Validation Type

Assign one of the following validation types to chart of accounts value sets:

Format Assignments

Value sets for chart of accounts must use the Value Data Type of Character. The Value Subtype is set to Text. These two setting support values that are both numbers and characters, which are typical in natural account segment values. Set the maximum length of the value set to correspond to the length of the chart of accounts segment to which it is assigned. Best practices recommend restricting values to Upper Case Only or Numeric values that are zero filled by default.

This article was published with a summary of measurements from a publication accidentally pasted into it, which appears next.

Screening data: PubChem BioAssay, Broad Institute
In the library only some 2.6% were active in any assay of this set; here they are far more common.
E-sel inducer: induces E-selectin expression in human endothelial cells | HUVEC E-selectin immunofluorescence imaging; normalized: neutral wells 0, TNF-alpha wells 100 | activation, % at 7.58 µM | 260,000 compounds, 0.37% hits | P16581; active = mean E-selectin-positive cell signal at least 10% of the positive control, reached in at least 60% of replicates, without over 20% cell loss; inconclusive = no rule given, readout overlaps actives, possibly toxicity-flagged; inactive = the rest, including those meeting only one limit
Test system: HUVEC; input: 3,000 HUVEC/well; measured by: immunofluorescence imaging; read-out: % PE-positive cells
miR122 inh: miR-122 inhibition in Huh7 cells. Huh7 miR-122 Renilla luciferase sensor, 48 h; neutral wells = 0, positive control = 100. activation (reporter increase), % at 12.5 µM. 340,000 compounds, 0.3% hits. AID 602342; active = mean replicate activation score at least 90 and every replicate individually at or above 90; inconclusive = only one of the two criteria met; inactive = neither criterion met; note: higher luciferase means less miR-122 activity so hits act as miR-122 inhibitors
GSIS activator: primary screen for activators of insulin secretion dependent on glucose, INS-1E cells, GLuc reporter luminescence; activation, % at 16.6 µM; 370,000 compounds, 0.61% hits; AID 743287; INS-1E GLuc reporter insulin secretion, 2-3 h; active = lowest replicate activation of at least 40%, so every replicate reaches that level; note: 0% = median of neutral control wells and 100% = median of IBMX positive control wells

Security Rules

If flexfield data security rules are to be applied to the chart of accounts segment associated with the value set, the Enable Security check box must be checked for the assigned value set. In addition, assign a data security resource name to enable creation of a data security object automatically for the value set. The data security object is used in the definition of flexfield data security rules.

Value Definition

Once these basic characteristic are defined for the value set, values can be added to the set in the Manage Values page.

Note

If the value set is used with a natural account segment, the value also requires you set the Natural Account Type, with one of the following values: Asset, Liability, Equity, Revenue or Expense. Other attributes used are Third Party Control Account, Reconciliation indicator, and Financial Category used with Oracle Transaction Business Intelligence reporting.